Contentment can be elusive, especially when we’re chronically subjected to adverts for the latest smart phone, wrinkle cream, luxury car, perfume, clothing… you name it, all of those adverts come with the same underlying message that what we are, have and do isn’t enough.
Be honest with yourself now, even if those adverts feel like water off a duck’s back, how often do you notice what your neighbour has and does and compare yourself? How often do you compare your ability in yoga class to the person next to you? Envy, jealous and coveting what others have is the direct opposite to contentment. So how do we cultivate contentment when we live in such a materialistic culture? Unless you’re living as a hermit in the Himalayas somewhere (and if you are, you’re definitely not reading this) then I’m certain that at least one of the examples above resonates with you. Well, it’s a practice, and one which requires attention and commitment, it’s not something that comes naturally to many of us. “Comparison is the thief of Joy” said Theodore Roosevelt. It’s true too. If simple contentment delivers such peach and joy, then comparing what we have or do or need with anyone around us will diminish that light within us.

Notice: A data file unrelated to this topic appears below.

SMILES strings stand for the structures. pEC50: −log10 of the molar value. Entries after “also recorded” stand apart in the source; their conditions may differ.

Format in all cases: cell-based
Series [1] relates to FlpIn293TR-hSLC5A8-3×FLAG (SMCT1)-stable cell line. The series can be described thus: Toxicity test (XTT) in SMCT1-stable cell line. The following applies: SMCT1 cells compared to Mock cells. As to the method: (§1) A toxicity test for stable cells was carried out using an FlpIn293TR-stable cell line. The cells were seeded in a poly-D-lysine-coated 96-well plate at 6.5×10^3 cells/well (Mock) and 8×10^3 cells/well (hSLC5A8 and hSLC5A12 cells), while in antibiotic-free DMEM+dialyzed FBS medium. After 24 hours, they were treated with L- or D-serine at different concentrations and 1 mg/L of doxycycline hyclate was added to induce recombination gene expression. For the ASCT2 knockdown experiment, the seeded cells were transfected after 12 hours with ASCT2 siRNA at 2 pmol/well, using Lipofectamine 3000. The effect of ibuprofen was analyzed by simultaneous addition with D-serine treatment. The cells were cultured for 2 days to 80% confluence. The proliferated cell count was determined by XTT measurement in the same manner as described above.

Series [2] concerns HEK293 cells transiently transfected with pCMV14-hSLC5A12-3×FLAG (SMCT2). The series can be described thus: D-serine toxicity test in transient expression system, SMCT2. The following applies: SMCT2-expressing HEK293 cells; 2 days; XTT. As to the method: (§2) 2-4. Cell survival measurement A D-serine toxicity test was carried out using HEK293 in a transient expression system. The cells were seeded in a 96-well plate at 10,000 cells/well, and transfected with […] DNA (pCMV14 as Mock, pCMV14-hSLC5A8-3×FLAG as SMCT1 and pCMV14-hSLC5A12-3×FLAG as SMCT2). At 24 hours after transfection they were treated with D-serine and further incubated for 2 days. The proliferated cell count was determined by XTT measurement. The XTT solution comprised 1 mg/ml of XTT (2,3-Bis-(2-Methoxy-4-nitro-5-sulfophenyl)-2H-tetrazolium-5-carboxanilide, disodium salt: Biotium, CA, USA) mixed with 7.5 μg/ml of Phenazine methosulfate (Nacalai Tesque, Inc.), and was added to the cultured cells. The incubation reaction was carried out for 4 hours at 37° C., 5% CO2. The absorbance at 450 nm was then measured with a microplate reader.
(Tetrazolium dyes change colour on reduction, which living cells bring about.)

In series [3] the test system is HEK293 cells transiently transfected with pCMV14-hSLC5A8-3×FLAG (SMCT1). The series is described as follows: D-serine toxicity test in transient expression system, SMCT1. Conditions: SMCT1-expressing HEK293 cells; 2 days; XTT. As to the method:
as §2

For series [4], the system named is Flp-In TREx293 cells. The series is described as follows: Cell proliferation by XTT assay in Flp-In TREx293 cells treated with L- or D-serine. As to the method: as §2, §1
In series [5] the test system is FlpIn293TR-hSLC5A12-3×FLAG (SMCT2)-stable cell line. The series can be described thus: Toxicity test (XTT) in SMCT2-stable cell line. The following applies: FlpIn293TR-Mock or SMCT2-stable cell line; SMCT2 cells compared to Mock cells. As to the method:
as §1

The practice of Santosha is about observing what we have, exactly as it is today. If you stop right now in the middle of reading this and look around you. Notice where you are, you have a device to read this on, are you comfortable? Are you warm enough and safe? I’m guessing if you have time to be here then you are. Have you got enough food right now, water, how is your state of health? Simply speaking, the more we notice all that IS working for us in life and all that we already have, the more peace and contentment we generate. It’s an exercise and one which takes a commitment. So, the next time you compare yourself to someone more content with life than you, remember – it’s there for you too! Just make the commitment today.
Take Santosha off the mat today: Start a gratitude diary. List 10 things at the end of every day that you’re truly grateful for. They can be small, for example a nice cup of tea, warm socks, a friendly hug, a good meal. Or maybe you’re grateful for your work, the sky, the weather and your friendly neighbours. Whatever comes to you write it down, don’t stop until you reach 10 and then if more come, just let the gratitude flow.